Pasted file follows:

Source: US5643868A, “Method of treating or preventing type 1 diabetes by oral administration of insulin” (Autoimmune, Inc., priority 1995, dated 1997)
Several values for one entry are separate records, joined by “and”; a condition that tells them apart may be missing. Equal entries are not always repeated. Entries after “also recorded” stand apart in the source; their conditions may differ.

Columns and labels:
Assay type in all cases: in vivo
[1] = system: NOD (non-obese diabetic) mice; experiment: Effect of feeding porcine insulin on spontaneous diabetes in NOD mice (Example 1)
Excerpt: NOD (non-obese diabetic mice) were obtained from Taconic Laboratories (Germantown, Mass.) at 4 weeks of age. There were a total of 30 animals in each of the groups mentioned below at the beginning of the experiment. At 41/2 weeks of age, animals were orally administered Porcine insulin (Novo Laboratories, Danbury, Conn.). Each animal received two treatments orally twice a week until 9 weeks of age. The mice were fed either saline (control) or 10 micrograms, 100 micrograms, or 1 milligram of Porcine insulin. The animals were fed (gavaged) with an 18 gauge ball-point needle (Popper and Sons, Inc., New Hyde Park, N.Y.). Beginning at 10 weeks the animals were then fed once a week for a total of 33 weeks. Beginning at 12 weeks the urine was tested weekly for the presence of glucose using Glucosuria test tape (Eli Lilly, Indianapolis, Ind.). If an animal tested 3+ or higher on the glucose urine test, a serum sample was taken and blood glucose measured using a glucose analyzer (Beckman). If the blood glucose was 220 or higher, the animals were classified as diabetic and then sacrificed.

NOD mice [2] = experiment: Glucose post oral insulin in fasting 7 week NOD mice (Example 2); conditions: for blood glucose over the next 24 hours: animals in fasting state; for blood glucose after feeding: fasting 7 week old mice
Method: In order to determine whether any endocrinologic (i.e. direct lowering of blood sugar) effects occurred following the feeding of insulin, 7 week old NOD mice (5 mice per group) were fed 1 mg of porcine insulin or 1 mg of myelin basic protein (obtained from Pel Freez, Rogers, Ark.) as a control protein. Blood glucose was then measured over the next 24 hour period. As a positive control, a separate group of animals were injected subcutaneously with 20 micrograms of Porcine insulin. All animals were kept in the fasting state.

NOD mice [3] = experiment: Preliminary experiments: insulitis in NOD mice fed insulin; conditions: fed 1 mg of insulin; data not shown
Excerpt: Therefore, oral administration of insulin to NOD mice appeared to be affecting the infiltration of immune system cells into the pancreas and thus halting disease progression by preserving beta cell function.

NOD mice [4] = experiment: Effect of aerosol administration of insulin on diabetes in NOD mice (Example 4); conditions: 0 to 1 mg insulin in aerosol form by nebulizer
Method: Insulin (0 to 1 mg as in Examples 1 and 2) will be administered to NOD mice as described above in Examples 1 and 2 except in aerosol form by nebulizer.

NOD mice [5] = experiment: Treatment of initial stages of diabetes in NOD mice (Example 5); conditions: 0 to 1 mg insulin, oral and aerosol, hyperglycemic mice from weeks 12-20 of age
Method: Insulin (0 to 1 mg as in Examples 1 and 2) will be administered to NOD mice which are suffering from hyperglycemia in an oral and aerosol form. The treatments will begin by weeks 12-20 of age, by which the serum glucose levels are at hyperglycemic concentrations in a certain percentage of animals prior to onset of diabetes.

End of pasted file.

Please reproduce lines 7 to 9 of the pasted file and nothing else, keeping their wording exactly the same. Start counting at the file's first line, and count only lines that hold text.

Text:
NOD mice [2] = experiment: Glucose post oral insulin in fasting 7 week NOD mice (Example 2); conditions: for blood glucose over the next 24 hours: animals in fasting state; for blood glucose after feeding: fasting 7 week old mice
Method: In order to determine whether any endocrinologic (i.e. direct lowering of blood sugar) effects occurred following the feeding of insulin, 7 week old NOD mice (5 mice per group) were fed 1 mg of porcine insulin or 1 mg of myelin basic protein (obtained from Pel Freez, Rogers, Ark.) as a control protein. Blood glucose was then measured over the next 24 hour period. As a positive control, a separate group of animals were injected subcutaneously with 20 micrograms of Porcine insulin. All animals were kept in the fasting state.

NOD mice [3] = experiment: Preliminary experiments: insulitis in NOD mice fed insulin; conditions: fed 1 mg of insulin; data not shown